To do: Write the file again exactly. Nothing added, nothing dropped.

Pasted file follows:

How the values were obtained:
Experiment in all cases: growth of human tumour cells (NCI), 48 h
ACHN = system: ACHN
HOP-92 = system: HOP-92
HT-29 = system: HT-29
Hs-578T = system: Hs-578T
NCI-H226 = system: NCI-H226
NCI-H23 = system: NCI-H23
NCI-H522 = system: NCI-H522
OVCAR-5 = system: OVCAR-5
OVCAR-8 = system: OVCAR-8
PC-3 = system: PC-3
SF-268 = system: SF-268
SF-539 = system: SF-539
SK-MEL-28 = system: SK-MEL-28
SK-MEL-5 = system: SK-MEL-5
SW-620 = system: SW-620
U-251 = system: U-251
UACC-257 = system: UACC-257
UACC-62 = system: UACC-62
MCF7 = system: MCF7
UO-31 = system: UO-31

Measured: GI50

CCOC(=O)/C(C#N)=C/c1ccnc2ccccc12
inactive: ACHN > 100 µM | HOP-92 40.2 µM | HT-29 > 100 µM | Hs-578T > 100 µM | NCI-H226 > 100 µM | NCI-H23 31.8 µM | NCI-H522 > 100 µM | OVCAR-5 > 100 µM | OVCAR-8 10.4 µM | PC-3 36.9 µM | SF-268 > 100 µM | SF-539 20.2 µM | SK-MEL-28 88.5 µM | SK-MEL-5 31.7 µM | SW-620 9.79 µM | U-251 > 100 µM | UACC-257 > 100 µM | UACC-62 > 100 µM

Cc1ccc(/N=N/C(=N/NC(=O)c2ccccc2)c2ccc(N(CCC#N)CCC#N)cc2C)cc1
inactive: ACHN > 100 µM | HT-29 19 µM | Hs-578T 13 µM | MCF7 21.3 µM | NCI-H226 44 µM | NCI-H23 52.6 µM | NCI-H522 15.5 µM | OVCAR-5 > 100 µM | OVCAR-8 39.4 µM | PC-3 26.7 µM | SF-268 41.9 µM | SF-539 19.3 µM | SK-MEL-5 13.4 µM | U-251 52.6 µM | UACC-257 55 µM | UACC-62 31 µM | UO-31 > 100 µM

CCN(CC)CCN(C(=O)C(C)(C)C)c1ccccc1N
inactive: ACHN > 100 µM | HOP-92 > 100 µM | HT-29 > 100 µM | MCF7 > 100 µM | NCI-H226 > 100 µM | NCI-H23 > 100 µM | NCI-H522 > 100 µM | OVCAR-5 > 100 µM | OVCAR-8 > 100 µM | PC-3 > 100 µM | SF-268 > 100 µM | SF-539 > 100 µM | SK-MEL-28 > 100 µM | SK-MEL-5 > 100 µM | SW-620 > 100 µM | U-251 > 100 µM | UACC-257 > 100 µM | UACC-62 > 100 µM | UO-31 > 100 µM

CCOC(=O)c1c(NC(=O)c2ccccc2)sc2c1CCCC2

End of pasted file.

How the values were obtained:
Experiment in all cases: growth of human tumour cells (NCI), 48 h
ACHN = system: ACHN
HOP-92 = system: HOP-92
HT-29 = system: HT-29
Hs-578T = system: Hs-578T
NCI-H226 = system: NCI-H226
NCI-H23 = system: NCI-H23
NCI-H522 = system: NCI-H522
OVCAR-5 = system: OVCAR-5
OVCAR-8 = system: OVCAR-8
PC-3 = system: PC-3
SF-268 = system: SF-268
SF-539 = system: SF-539
SK-MEL-28 = system: SK-MEL-28
SK-MEL-5 = system: SK-MEL-5
SW-620 = system: SW-620
U-251 = system: U-251
UACC-257 = system: UACC-257
UACC-62 = system: UACC-62
MCF7 = system: MCF7
UO-31 = system: UO-31

Measured: GI50

CCOC(=O)/C(C#N)=C/c1ccnc2ccccc12
inactive: ACHN > 100 µM | HOP-92 40.2 µM | HT-29 > 100 µM | Hs-578T > 100 µM | NCI-H226 > 100 µM | NCI-H23 31.8 µM | NCI-H522 > 100 µM | OVCAR-5 > 100 µM | OVCAR-8 10.4 µM | PC-3 36.9 µM | SF-268 > 100 µM | SF-539 20.2 µM | SK-MEL-28 88.5 µM | SK-MEL-5 31.7 µM | SW-620 9.79 µM | U-251 > 100 µM | UACC-257 > 100 µM | UACC-62 > 100 µM

Cc1ccc(/N=N/C(=N/NC(=O)c2ccccc2)c2ccc(N(CCC#N)CCC#N)cc2C)cc1
inactive: ACHN > 100 µM | HT-29 19 µM | Hs-578T 13 µM | MCF7 21.3 µM | NCI-H226 44 µM | NCI-H23 52.6 µM | NCI-H522 15.5 µM | OVCAR-5 > 100 µM | OVCAR-8 39.4 µM | PC-3 26.7 µM | SF-268 41.9 µM | SF-539 19.3 µM | SK-MEL-5 13.4 µM | U-251 52.6 µM | UACC-257 55 µM | UACC-62 31 µM | UO-31 > 100 µM

CCN(CC)CCN(C(=O)C(C)(C)C)c1ccccc1N
inactive: ACHN > 100 µM | HOP-92 > 100 µM | HT-29 > 100 µM | MCF7 > 100 µM | NCI-H226 > 100 µM | NCI-H23 > 100 µM | NCI-H522 > 100 µM | OVCAR-5 > 100 µM | OVCAR-8 > 100 µM | PC-3 > 100 µM | SF-268 > 100 µM | SF-539 > 100 µM | SK-MEL-28 > 100 µM | SK-MEL-5 > 100 µM | SW-620 > 100 µM | U-251 > 100 µM | UACC-257 > 100 µM | UACC-62 > 100 µM | UO-31 > 100 µM

CCOC(=O)c1c(NC(=O)c2ccccc2)sc2c1CCCC2